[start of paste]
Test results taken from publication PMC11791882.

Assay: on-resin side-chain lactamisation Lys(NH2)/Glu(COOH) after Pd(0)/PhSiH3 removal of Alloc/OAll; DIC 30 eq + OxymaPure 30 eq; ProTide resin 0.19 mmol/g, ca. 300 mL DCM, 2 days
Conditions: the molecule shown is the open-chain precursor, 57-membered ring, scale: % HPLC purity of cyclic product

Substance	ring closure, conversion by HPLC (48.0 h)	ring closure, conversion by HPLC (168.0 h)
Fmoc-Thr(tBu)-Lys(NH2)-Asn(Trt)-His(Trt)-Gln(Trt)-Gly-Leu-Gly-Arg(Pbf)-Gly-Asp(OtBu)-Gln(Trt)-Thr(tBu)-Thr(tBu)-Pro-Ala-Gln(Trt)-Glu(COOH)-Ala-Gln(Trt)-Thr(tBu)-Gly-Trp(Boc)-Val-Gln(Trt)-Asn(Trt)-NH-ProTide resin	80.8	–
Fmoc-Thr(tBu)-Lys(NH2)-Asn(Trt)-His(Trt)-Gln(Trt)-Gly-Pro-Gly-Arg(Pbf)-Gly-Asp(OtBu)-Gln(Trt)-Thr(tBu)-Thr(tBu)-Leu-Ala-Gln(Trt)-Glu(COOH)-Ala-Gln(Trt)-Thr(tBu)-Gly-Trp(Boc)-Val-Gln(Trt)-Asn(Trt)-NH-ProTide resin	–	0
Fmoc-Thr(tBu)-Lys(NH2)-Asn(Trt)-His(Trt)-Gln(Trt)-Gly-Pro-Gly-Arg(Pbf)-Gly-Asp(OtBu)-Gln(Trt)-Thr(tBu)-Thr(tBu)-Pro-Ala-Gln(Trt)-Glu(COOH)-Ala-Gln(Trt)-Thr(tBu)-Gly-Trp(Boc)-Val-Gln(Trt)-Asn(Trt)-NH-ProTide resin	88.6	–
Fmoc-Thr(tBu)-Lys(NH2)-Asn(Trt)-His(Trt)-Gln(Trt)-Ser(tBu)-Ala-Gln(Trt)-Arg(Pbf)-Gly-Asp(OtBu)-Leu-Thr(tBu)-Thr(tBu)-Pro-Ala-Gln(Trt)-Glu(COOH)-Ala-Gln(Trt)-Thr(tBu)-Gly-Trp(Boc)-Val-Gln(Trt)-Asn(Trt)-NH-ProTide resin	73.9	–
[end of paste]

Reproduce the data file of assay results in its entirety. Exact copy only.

Test results taken from publication PMC11791882.

Assay: on-resin side-chain lactamisation Lys(NH2)/Glu(COOH) after Pd(0)/PhSiH3 removal of Alloc/OAll; DIC 30 eq + OxymaPure 30 eq; ProTide resin 0.19 mmol/g, ca. 300 mL DCM, 2 days
Conditions: the molecule shown is the open-chain precursor, 57-membered ring, scale: % HPLC purity of cyclic product

Substance	ring closure, conversion by HPLC (48.0 h)	ring closure, conversion by HPLC (168.0 h)
Fmoc-Thr(tBu)-Lys(NH2)-Asn(Trt)-His(Trt)-Gln(Trt)-Gly-Leu-Gly-Arg(Pbf)-Gly-Asp(OtBu)-Gln(Trt)-Thr(tBu)-Thr(tBu)-Pro-Ala-Gln(Trt)-Glu(COOH)-Ala-Gln(Trt)-Thr(tBu)-Gly-Trp(Boc)-Val-Gln(Trt)-Asn(Trt)-NH-ProTide resin	80.8	–
Fmoc-Thr(tBu)-Lys(NH2)-Asn(Trt)-His(Trt)-Gln(Trt)-Gly-Pro-Gly-Arg(Pbf)-Gly-Asp(OtBu)-Gln(Trt)-Thr(tBu)-Thr(tBu)-Leu-Ala-Gln(Trt)-Glu(COOH)-Ala-Gln(Trt)-Thr(tBu)-Gly-Trp(Boc)-Val-Gln(Trt)-Asn(Trt)-NH-ProTide resin	–	0
Fmoc-Thr(tBu)-Lys(NH2)-Asn(Trt)-His(Trt)-Gln(Trt)-Gly-Pro-Gly-Arg(Pbf)-Gly-Asp(OtBu)-Gln(Trt)-Thr(tBu)-Thr(tBu)-Pro-Ala-Gln(Trt)-Glu(COOH)-Ala-Gln(Trt)-Thr(tBu)-Gly-Trp(Boc)-Val-Gln(Trt)-Asn(Trt)-NH-ProTide resin	88.6	–
Fmoc-Thr(tBu)-Lys(NH2)-Asn(Trt)-His(Trt)-Gln(Trt)-Ser(tBu)-Ala-Gln(Trt)-Arg(Pbf)-Gly-Asp(OtBu)-Leu-Thr(tBu)-Thr(tBu)-Pro-Ala-Gln(Trt)-Glu(COOH)-Ala-Gln(Trt)-Thr(tBu)-Gly-Trp(Boc)-Val-Gln(Trt)-Asn(Trt)-NH-ProTide resin	73.9	–